There were three new episodes of "Community" last night, which resulted in a bit of giant cookie syndrome -- there is such a thing as too much of a good thing (as Troy learned, painfully, in the Season 1 finale). "Community" episodes usually need to be watched at least two or three times to capture everything that's going on, and you can't do that when three episodes air in the span of two hours.
So let's put aside the frantic first two episodes, "Digital Estate Planning" and "The First Chang Dynasty" and focus on the true finale, "Introduction to Finality".
(At this point, it's worth noting that based on production numbers, "Digital Estate Planning" was actually supposed to come last in this sequence, though that could've been due to the added production needs of the video game sequences. "The First Chang Dynasty" really should've come first, because it's the final episode of the arc that started with Star-Burns's "death" in "Basic Lupine Urology".)
Upon first viewing, I felt like "Introduction to Finality" was one of the more grounded episodes of "Community", but that's only the case when contrasted with the earlier two of the evening. It has the ridiculousness of the air conditioning repair school, an appearance by Evil Abed (complete with felt goatee) and multiple weird Dean Pelton outfits. It's a touch crazy, but not by "Community" standards.
The episode itself takes place after another time jump, skipping ahead to the end of summer school. Jeff is about to take his biology final, and doesn't want any distractions. So, of course, he faces nothing but distractions: Pierce and Shirley are fighting after the Dean agrees to let them have their sandwich shop but needs one of them to be the sole owner, Troy is still stuck in the AC repair school separated from the group and Britta is giving Abed therapy, but Brittas it so badly that she's left in shambles and Evil Abed escapes the dreamatorium with a plan to cut off Jeff's arm.
Yeah, on second though, this episode was REALLY weird, but in a grounded way, because all that weirdness was happening in the name of character development, primarily with Jeff. For three seasons Jeff's primary goal has been to get out of Greendale as fast as possible, so he could go back to his job at the law firm. He even starts off this episode reaffirming that desire, emphasizing that failing Biology and having to pick up a class along the way would be a huge setback. But then as he's representing Shirley in the trial to determine who owns the sandwich shop, he gives up that goal to do the right thing and support his friend. That selfless move actually leads to Pierce and Shirley making Jeff the official owner of the sandwich shop, a move that essentially completes his character growth: he's got a purpose beyond "become a lawyer again", a group of people who count on him and who he cares about and, more importantly, currently no chance of going back to his old law firm. I'm sure he'll go through more ups and downs in however many episodes remain, as all people do, but he's definitely emerged from the dark tunnel and come out stronger on the other side.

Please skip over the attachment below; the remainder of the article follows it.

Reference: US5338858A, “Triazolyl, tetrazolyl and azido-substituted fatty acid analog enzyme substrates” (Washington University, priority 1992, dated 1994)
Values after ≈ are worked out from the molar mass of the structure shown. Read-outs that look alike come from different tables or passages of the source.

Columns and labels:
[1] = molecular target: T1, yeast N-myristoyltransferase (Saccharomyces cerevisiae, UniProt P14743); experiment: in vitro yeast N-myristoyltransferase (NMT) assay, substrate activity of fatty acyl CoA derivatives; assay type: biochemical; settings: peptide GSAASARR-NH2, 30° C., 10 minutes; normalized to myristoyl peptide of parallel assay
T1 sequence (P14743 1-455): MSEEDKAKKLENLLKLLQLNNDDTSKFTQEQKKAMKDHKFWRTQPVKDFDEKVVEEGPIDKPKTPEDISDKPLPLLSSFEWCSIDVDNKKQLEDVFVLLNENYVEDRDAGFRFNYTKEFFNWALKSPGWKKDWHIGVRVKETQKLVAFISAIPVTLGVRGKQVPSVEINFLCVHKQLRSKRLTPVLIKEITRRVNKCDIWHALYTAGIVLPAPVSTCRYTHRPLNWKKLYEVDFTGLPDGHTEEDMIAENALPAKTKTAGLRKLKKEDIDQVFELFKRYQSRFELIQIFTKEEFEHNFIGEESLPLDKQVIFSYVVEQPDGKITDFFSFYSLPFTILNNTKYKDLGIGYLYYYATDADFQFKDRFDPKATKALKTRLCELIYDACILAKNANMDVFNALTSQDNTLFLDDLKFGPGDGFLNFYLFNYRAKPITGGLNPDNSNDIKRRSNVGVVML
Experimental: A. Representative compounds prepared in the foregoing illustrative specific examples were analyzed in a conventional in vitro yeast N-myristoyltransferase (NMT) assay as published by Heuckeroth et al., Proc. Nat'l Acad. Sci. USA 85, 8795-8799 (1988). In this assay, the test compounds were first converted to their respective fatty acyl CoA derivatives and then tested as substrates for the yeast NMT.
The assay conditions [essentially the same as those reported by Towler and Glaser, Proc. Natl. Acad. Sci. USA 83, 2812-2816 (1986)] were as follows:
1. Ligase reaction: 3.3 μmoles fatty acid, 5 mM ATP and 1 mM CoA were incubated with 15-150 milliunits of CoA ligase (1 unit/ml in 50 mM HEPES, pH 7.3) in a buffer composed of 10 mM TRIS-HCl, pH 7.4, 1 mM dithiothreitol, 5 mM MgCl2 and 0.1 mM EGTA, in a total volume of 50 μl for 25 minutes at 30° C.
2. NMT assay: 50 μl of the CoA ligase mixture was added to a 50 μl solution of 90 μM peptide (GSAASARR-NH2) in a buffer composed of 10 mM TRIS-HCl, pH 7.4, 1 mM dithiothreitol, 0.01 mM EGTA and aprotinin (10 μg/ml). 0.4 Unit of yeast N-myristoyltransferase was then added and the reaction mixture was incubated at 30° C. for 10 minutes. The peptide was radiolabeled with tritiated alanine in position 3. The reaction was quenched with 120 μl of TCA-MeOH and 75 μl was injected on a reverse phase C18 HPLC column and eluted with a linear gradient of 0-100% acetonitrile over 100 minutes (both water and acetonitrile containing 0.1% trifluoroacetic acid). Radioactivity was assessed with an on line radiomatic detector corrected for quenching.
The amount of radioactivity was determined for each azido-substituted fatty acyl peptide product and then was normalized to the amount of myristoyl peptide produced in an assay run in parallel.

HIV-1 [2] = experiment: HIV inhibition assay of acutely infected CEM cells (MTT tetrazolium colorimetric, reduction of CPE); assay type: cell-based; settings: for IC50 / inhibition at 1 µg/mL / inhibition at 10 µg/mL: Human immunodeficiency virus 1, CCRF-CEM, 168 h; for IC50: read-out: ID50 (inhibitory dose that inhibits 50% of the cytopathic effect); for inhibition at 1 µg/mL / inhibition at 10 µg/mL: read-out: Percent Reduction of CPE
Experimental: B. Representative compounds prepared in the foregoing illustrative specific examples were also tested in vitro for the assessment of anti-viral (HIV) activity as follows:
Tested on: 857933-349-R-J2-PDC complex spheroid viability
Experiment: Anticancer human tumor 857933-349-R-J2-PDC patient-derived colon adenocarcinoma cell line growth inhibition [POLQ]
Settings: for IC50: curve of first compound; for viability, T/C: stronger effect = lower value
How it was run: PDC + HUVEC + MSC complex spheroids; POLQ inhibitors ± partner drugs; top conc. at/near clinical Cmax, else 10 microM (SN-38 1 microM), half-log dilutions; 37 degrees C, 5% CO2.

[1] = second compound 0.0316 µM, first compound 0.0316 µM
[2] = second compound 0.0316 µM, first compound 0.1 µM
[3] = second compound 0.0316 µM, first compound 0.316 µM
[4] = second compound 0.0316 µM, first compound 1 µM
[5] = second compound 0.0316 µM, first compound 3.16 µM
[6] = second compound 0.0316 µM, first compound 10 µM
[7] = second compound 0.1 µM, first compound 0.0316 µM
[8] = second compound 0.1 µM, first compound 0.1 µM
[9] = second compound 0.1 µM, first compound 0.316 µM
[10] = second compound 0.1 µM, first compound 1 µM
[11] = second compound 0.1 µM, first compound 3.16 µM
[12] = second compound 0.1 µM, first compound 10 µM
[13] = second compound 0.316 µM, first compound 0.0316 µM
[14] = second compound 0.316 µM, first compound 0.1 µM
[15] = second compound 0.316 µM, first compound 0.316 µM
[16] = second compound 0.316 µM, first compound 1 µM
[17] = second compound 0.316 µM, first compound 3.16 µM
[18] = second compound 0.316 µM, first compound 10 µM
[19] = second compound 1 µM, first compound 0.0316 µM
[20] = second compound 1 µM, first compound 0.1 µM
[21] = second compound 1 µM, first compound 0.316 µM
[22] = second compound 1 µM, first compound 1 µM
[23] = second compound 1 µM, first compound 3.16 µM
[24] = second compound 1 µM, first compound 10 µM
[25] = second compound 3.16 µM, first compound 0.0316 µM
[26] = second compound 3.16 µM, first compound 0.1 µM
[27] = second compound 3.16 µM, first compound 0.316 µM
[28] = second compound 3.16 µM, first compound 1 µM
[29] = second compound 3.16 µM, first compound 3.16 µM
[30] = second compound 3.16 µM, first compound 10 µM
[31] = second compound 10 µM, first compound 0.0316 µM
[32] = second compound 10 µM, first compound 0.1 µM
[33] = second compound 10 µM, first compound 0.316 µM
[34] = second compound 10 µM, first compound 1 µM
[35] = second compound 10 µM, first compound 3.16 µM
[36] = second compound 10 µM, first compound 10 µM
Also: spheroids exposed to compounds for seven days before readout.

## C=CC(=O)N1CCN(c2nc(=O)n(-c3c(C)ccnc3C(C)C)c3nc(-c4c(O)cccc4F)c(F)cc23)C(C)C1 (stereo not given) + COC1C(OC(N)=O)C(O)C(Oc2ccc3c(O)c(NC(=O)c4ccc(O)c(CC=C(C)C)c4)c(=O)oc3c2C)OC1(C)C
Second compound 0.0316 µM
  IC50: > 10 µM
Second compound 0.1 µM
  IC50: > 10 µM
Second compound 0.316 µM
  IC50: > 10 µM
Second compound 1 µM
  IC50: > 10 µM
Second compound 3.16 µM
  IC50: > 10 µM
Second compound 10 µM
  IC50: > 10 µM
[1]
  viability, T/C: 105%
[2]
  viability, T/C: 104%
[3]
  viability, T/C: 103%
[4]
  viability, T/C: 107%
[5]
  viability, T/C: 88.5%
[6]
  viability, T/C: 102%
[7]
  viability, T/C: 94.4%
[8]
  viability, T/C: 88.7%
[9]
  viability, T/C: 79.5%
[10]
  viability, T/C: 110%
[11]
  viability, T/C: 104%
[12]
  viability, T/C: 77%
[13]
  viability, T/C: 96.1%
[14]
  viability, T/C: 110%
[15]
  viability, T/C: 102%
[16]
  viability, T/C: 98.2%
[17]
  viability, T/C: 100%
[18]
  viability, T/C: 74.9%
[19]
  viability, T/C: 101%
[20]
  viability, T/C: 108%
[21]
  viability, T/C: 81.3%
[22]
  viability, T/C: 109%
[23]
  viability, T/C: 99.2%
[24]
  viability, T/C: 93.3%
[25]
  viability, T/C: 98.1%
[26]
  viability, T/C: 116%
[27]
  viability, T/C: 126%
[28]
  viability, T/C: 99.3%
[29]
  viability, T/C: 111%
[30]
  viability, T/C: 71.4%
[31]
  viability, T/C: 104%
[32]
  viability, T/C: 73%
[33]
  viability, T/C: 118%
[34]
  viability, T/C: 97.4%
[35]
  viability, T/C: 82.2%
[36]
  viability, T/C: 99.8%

Speaking of darkness, this episode also wrapped up the "Evil Abed" timeline arc that started way back in "Remedial Chaos Theory." The conversations between the two Abeds, as well as the therapy session with Britta, were incredibly insightful into the character of Abed. He's probably the hardest character to write, and not every Abed-focused episode has been a hit this season, but this was him at his best. I also loved that in Evil Abed's first appearance, he appeared to have a real goatee, while in later scenes, it was clearly a felt goatee, indicating that the later scenes with "Evil Abed" were actually "our" Abed, playing a role.
Troy was also great, if only for the subtle way in which he's matured. At the end of "The First Chang Dynasty", Troy agrees to join the AC repair school as a way of saving the group. In this episode, he gets out of that "destiny" by stepping up and being the mature person in a group of crazies, something that was hinted at with the end of "Contemporary Impressionists", but comes to the forefront here. Troy is no longer the carefree, easy-going "do whatever anyone asks" guy we met three years ago. He's confident, he's smart -- in his own way -- and he's not going to be pushed around.
It was kind of cool to see Jeff, Troy and Abed (and even Pierce, with one comment to Alan at the end of the "trial") grow so much, but it was also a bit bittersweet. It felt like a conclusion, made more so by the montage at the end of the episode. This episode was clearly a season finale, but came across more like a series finale. Thankfully, we know we're getting at least 13 more episodes of "Community", and hopefully #sixseasonsandamovie. Cool. CoolCoolCool.